Clash of Cultures

Multiculturalism in Postville, Iowa

A Quick Background on Postville, Iowa

Postville, Iowa, a secluded farming town with an all-white German Christian population, was about as unchanging and stable as a small, all-American town could be. That is, until 1988, when the first of many Hasidic Jews moved to Postville from big cities like New York.

What happens when the once persecuted have to share a town with the people who persecuted them so many years ago? Will heads butt or will they come to accept their new neighbors? And to add to the mix, a group of Hispanics, completely different from the Jews, move in as well.

Will this town survive and learn to thrive or will it crash and burn due to animosity and its cultural barriers?

Assimilation - The process through which people lose originally differentiating traits, such as dress, speech particulars and mannerisms, when they come into contact with another society or culture

Assimilation is often used to describe how immigrants adopt cultures from their new places of residence. Most people that immigrate to a new place end up assimilating in some form or manner. The citizens of Postville all participated in the community frequently. Even the Hispanics that moved into Postville ended up adopting many of the practices of the Postville community. The Hasidic Jews, on the other hand, did not want any part of this. They kept to themselves, didn't want to be incorporated, and, above all, didn't care that they didn't exactly "fit in". A large reason for this is that the wanted to preserve their culture and their practices.

Cultural Barriers - Prevailing cultural attitude rendering certain innovations, ideas or practices unacceptable or adoptable in that particular culture.

There is a religious barrier between the Jews and the Catholics (includes Mexicans and Natives). The different rules of each religion set the people of contrasting groups apart. For example, Hasidic Jews must follow the 613 commandments of their religion, but Catholics are not normally acquainted with the commandments that the Hasidic Jews live by. This may set up for Catholics to think that certain behaviors are odd, when, really, the Jews are just following the rules set out by their religion. Conversely, Hasidic Jews may not know a lot about Catholics and interpret certain unfamiliar actions as unusual. This unfamiliarity with different religions may cause a feeling of uneasiness to be raised when around someone of the opposite culture.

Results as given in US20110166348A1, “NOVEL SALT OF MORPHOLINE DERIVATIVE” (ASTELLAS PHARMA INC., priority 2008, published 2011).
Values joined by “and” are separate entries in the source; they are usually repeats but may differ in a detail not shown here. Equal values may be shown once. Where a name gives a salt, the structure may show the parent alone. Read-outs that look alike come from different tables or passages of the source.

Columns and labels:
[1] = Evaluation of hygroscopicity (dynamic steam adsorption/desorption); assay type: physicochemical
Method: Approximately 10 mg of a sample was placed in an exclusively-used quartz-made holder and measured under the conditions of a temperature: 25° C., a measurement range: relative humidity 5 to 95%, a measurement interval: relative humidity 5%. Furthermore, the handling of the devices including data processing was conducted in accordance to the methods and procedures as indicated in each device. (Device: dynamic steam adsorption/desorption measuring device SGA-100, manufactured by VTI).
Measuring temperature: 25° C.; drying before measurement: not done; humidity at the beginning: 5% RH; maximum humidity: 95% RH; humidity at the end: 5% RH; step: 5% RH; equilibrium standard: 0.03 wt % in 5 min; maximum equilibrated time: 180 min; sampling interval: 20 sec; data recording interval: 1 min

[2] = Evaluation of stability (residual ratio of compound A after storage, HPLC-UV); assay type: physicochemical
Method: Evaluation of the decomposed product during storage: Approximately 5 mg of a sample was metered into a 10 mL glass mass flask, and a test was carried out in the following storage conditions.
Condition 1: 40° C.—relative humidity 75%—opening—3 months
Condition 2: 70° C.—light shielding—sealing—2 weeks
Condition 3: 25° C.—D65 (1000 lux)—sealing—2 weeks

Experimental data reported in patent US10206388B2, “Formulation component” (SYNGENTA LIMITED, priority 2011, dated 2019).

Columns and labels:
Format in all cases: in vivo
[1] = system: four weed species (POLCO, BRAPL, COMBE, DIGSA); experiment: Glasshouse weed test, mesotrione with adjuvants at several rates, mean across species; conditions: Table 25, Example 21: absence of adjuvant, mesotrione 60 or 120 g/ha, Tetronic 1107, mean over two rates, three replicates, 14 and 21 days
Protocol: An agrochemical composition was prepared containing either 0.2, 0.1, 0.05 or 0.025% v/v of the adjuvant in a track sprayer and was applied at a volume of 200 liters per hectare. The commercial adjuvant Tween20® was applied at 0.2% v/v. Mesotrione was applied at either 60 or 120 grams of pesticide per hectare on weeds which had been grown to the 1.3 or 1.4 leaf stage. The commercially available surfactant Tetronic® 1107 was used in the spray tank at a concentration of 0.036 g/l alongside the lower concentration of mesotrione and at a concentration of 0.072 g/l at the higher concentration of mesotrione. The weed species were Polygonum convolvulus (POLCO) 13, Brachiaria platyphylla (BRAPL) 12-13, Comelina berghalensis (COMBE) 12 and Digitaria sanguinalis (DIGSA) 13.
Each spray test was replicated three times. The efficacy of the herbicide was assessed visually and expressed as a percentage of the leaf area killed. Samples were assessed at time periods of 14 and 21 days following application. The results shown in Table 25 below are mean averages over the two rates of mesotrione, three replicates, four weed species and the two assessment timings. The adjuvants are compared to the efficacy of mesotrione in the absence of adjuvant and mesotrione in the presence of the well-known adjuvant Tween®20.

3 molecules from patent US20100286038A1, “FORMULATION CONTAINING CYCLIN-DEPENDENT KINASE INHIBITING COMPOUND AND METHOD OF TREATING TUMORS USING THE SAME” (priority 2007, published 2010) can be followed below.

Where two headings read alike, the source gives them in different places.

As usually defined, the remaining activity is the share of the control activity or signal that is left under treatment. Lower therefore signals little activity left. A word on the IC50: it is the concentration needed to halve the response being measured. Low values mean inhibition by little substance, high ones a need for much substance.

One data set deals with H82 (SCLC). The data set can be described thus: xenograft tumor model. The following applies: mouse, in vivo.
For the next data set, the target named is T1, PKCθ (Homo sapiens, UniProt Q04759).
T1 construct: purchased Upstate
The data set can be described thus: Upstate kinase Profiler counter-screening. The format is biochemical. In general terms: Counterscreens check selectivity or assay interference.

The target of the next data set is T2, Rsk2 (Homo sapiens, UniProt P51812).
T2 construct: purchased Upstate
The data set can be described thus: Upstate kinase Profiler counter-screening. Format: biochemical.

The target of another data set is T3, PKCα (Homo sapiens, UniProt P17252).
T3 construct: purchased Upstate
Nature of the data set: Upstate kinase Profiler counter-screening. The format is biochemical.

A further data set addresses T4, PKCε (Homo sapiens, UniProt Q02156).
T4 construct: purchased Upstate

Another barrier is the differences in where the various citizens grew up. The Jews grew up in more urban environments, while the natives grew up in a small town environment. In the larger cities, practices like paying for products in cash often are commonplace, but, in Postville, checks are eagerly accepted. Devoutly managing a lawn is not a popular practice in bigger cities, if a person even has a lawn. However, it is what is expected in Postville. The environments have helped shaped people's habits. The large differences in habits help widen the gap between the different cultures.

The language barrier between the Mexicans and other cultures also thickens the cultural barrier. The congregation of Catholics has now become divided into Spanish-speaking (Mexicans) and non-Spanish-speaking (Germans). Since the majority of the congregation is predominantly Spanish-speaking, the main language in Mass has changed to Spanish. This change has caused many of the Germans to feel resent toward the Mexicans for changing one of the traditions of the church.

Residential segregation - the physical separation of two or more groups into different neighborhoods, or a form of segregation that sorts population groups into various neighborhood contexts and shapes.

Postville residents weren't to happy that the Hispanics, unlike the Jews, were trying to 'invade' their neighborhoods. Postville realtors hiked up the price of houses in the all-white neighborhoods so the Mexicans would be forced to live in poorer areas that were farther away from the Postville residents.

Stereotypes - Characteristics ascribed to groups of people involving gender, race, national origin and other factors. These characteristics tend to be oversimplifications of the groups involved, however.

1. All Germans are bad
One of the Jews that spoke in the video pinned the stereotype that all Germans are bad and want to hurt Jews onto the native Germans. This stereotype is derived from World War II, when Hitler led the attempted extermination of Jews. However, the Germans from Postville had nothing to due with the previous crimes. They pinned actions from the past that are not connected to the native Germans onto them.

2. All Mexicans are dangerous
Both the Jews and the Germans mentioned how intimidating the Mexicans were. They said that they felt threatened when they were in large groups and that they felt that the Mexicans could attack them at any time. This is superimposing the idea that all Mexicans are dangerous onto the recently relocated Mexicans.

Acculturation - The process in which members of one cultural group adopt the beliefs and behaviors of another group.

Unlike the Jews, the Hispanics adopted cultural traits from the community in Postville. They went to church and went to the same restaurants as the original Postville residents. Of course, the old residents still were judgmental to the Mexicans, but the Hispanics still attempted to acculturate.